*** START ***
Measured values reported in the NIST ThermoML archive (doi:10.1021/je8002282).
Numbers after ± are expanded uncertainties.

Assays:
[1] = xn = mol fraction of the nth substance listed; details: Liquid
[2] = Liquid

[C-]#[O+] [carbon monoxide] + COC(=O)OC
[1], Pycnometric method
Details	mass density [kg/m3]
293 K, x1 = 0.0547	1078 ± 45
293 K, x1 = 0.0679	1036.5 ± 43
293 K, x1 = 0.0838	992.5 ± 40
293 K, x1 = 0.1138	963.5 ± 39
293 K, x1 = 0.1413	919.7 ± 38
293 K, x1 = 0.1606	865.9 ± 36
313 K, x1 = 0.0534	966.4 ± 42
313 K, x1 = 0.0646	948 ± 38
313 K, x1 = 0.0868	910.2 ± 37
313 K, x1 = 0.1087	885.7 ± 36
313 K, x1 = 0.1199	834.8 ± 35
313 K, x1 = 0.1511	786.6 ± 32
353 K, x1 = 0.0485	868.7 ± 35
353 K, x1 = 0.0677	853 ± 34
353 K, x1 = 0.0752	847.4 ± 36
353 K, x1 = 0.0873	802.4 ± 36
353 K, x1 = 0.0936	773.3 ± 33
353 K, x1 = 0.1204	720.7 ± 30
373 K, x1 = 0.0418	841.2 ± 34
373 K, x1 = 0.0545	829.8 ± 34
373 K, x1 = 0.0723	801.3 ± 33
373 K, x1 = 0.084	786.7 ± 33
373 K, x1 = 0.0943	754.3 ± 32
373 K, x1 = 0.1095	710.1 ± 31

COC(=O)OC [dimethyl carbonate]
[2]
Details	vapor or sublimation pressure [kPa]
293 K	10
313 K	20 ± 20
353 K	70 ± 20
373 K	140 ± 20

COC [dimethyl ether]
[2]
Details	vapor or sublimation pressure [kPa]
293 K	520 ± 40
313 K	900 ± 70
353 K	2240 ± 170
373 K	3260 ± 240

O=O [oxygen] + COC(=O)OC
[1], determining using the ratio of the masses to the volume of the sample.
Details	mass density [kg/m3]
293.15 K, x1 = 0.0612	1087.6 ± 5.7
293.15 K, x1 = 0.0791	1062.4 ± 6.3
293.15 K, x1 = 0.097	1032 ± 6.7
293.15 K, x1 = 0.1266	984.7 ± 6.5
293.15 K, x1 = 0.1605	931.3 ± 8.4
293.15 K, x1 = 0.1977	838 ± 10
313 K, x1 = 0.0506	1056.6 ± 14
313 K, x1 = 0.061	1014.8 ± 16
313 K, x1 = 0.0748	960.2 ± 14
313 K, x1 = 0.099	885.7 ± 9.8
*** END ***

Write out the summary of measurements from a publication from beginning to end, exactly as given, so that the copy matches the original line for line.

Measured values reported in the NIST ThermoML archive (doi:10.1021/je8002282).
Numbers after ± are expanded uncertainties.

Assays:
[1] = xn = mol fraction of the nth substance listed; details: Liquid
[2] = Liquid

[C-]#[O+] [carbon monoxide] + COC(=O)OC
[1], Pycnometric method
Details	mass density [kg/m3]
293 K, x1 = 0.0547	1078 ± 45
293 K, x1 = 0.0679	1036.5 ± 43
293 K, x1 = 0.0838	992.5 ± 40
293 K, x1 = 0.1138	963.5 ± 39
293 K, x1 = 0.1413	919.7 ± 38
293 K, x1 = 0.1606	865.9 ± 36
313 K, x1 = 0.0534	966.4 ± 42
313 K, x1 = 0.0646	948 ± 38
313 K, x1 = 0.0868	910.2 ± 37
313 K, x1 = 0.1087	885.7 ± 36
313 K, x1 = 0.1199	834.8 ± 35
313 K, x1 = 0.1511	786.6 ± 32
353 K, x1 = 0.0485	868.7 ± 35
353 K, x1 = 0.0677	853 ± 34
353 K, x1 = 0.0752	847.4 ± 36
353 K, x1 = 0.0873	802.4 ± 36
353 K, x1 = 0.0936	773.3 ± 33
353 K, x1 = 0.1204	720.7 ± 30
373 K, x1 = 0.0418	841.2 ± 34
373 K, x1 = 0.0545	829.8 ± 34
373 K, x1 = 0.0723	801.3 ± 33
373 K, x1 = 0.084	786.7 ± 33
373 K, x1 = 0.0943	754.3 ± 32
373 K, x1 = 0.1095	710.1 ± 31

COC(=O)OC [dimethyl carbonate]
[2]
Details	vapor or sublimation pressure [kPa]
293 K	10
313 K	20 ± 20
353 K	70 ± 20
373 K	140 ± 20

COC [dimethyl ether]
[2]
Details	vapor or sublimation pressure [kPa]
293 K	520 ± 40
313 K	900 ± 70
353 K	2240 ± 170
373 K	3260 ± 240

O=O [oxygen] + COC(=O)OC
[1], determining using the ratio of the masses to the volume of the sample.
Details	mass density [kg/m3]
293.15 K, x1 = 0.0612	1087.6 ± 5.7
293.15 K, x1 = 0.0791	1062.4 ± 6.3
293.15 K, x1 = 0.097	1032 ± 6.7
293.15 K, x1 = 0.1266	984.7 ± 6.5
293.15 K, x1 = 0.1605	931.3 ± 8.4
293.15 K, x1 = 0.1977	838 ± 10
313 K, x1 = 0.0506	1056.6 ± 14
313 K, x1 = 0.061	1014.8 ± 16
313 K, x1 = 0.0748	960.2 ± 14
313 K, x1 = 0.099	885.7 ± 9.8